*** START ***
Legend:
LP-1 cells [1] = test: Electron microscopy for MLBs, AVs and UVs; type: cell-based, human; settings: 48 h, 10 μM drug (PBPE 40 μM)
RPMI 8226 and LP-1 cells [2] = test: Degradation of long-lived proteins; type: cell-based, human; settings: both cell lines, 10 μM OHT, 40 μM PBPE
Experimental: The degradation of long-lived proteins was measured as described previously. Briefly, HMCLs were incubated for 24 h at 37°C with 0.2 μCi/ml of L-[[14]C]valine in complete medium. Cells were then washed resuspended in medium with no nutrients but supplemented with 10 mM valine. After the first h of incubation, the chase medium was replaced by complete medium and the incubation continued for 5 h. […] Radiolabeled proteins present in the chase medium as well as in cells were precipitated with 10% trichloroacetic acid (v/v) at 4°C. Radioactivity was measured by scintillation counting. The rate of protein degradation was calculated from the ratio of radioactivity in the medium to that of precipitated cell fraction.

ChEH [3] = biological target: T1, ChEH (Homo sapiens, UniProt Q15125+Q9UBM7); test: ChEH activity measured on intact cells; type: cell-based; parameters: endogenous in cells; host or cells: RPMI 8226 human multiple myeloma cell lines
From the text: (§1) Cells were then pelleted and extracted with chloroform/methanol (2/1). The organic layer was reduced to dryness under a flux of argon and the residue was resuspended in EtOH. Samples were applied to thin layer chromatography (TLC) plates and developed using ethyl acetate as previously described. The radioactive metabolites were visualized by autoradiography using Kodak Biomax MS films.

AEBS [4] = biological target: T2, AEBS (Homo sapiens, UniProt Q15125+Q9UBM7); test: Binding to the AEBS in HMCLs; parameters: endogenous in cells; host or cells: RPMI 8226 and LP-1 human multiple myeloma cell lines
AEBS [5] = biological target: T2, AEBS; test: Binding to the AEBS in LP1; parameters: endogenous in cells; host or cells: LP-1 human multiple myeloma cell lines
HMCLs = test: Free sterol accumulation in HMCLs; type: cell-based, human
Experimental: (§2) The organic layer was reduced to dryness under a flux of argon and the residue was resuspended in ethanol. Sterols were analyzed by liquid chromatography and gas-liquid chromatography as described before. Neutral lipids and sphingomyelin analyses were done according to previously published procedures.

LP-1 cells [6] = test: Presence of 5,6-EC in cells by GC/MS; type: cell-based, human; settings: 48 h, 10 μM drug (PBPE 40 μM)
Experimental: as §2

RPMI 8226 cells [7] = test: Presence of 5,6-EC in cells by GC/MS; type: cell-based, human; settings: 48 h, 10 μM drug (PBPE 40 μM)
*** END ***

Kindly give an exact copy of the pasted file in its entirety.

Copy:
Legend:
LP-1 cells [1] = test: Electron microscopy for MLBs, AVs and UVs; type: cell-based, human; settings: 48 h, 10 μM drug (PBPE 40 μM)
RPMI 8226 and LP-1 cells [2] = test: Degradation of long-lived proteins; type: cell-based, human; settings: both cell lines, 10 μM OHT, 40 μM PBPE
Experimental: The degradation of long-lived proteins was measured as described previously. Briefly, HMCLs were incubated for 24 h at 37°C with 0.2 μCi/ml of L-[[14]C]valine in complete medium. Cells were then washed resuspended in medium with no nutrients but supplemented with 10 mM valine. After the first h of incubation, the chase medium was replaced by complete medium and the incubation continued for 5 h. […] Radiolabeled proteins present in the chase medium as well as in cells were precipitated with 10% trichloroacetic acid (v/v) at 4°C. Radioactivity was measured by scintillation counting. The rate of protein degradation was calculated from the ratio of radioactivity in the medium to that of precipitated cell fraction.

ChEH [3] = biological target: T1, ChEH (Homo sapiens, UniProt Q15125+Q9UBM7); test: ChEH activity measured on intact cells; type: cell-based; parameters: endogenous in cells; host or cells: RPMI 8226 human multiple myeloma cell lines
From the text: (§1) Cells were then pelleted and extracted with chloroform/methanol (2/1). The organic layer was reduced to dryness under a flux of argon and the residue was resuspended in EtOH. Samples were applied to thin layer chromatography (TLC) plates and developed using ethyl acetate as previously described. The radioactive metabolites were visualized by autoradiography using Kodak Biomax MS films.

AEBS [4] = biological target: T2, AEBS (Homo sapiens, UniProt Q15125+Q9UBM7); test: Binding to the AEBS in HMCLs; parameters: endogenous in cells; host or cells: RPMI 8226 and LP-1 human multiple myeloma cell lines
AEBS [5] = biological target: T2, AEBS; test: Binding to the AEBS in LP1; parameters: endogenous in cells; host or cells: LP-1 human multiple myeloma cell lines
HMCLs = test: Free sterol accumulation in HMCLs; type: cell-based, human
Experimental: (§2) The organic layer was reduced to dryness under a flux of argon and the residue was resuspended in ethanol. Sterols were analyzed by liquid chromatography and gas-liquid chromatography as described before. Neutral lipids and sphingomyelin analyses were done according to previously published procedures.

LP-1 cells [6] = test: Presence of 5,6-EC in cells by GC/MS; type: cell-based, human; settings: 48 h, 10 μM drug (PBPE 40 μM)
Experimental: as §2

RPMI 8226 cells [7] = test: Presence of 5,6-EC in cells by GC/MS; type: cell-based, human; settings: 48 h, 10 μM drug (PBPE 40 μM)